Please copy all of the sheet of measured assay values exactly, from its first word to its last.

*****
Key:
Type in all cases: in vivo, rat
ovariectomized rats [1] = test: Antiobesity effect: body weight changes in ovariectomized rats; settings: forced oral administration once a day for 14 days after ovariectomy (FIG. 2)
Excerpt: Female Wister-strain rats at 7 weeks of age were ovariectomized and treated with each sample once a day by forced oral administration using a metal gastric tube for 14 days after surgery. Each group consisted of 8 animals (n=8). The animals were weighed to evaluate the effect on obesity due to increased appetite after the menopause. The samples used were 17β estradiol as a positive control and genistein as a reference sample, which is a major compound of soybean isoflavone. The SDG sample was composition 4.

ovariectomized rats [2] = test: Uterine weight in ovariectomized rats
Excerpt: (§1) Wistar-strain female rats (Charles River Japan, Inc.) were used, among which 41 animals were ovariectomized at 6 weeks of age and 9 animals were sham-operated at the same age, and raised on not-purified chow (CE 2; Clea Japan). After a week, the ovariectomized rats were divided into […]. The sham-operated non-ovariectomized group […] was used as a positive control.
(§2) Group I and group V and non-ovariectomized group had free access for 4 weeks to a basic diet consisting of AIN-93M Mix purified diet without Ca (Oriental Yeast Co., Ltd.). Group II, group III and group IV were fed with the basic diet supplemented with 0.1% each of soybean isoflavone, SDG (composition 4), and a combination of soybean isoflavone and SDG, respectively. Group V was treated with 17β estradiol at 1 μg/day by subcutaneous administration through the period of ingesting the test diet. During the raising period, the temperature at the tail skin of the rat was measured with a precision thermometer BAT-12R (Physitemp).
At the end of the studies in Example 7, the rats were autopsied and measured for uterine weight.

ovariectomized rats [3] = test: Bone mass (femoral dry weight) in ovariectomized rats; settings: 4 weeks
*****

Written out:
Key:
Type in all cases: in vivo, rat
ovariectomized rats [1] = test: Antiobesity effect: body weight changes in ovariectomized rats; settings: forced oral administration once a day for 14 days after ovariectomy (FIG. 2)
Excerpt: Female Wister-strain rats at 7 weeks of age were ovariectomized and treated with each sample once a day by forced oral administration using a metal gastric tube for 14 days after surgery. Each group consisted of 8 animals (n=8). The animals were weighed to evaluate the effect on obesity due to increased appetite after the menopause. The samples used were 17β estradiol as a positive control and genistein as a reference sample, which is a major compound of soybean isoflavone. The SDG sample was composition 4.

ovariectomized rats [2] = test: Uterine weight in ovariectomized rats
Excerpt: (§1) Wistar-strain female rats (Charles River Japan, Inc.) were used, among which 41 animals were ovariectomized at 6 weeks of age and 9 animals were sham-operated at the same age, and raised on not-purified chow (CE 2; Clea Japan). After a week, the ovariectomized rats were divided into […]. The sham-operated non-ovariectomized group […] was used as a positive control.
(§2) Group I and group V and non-ovariectomized group had free access for 4 weeks to a basic diet consisting of AIN-93M Mix purified diet without Ca (Oriental Yeast Co., Ltd.). Group II, group III and group IV were fed with the basic diet supplemented with 0.1% each of soybean isoflavone, SDG (composition 4), and a combination of soybean isoflavone and SDG, respectively. Group V was treated with 17β estradiol at 1 μg/day by subcutaneous administration through the period of ingesting the test diet. During the raising period, the temperature at the tail skin of the rat was measured with a precision thermometer BAT-12R (Physitemp).
At the end of the studies in Example 7, the rats were autopsied and measured for uterine weight.

ovariectomized rats [3] = test: Bone mass (femoral dry weight) in ovariectomized rats; settings: 4 weeks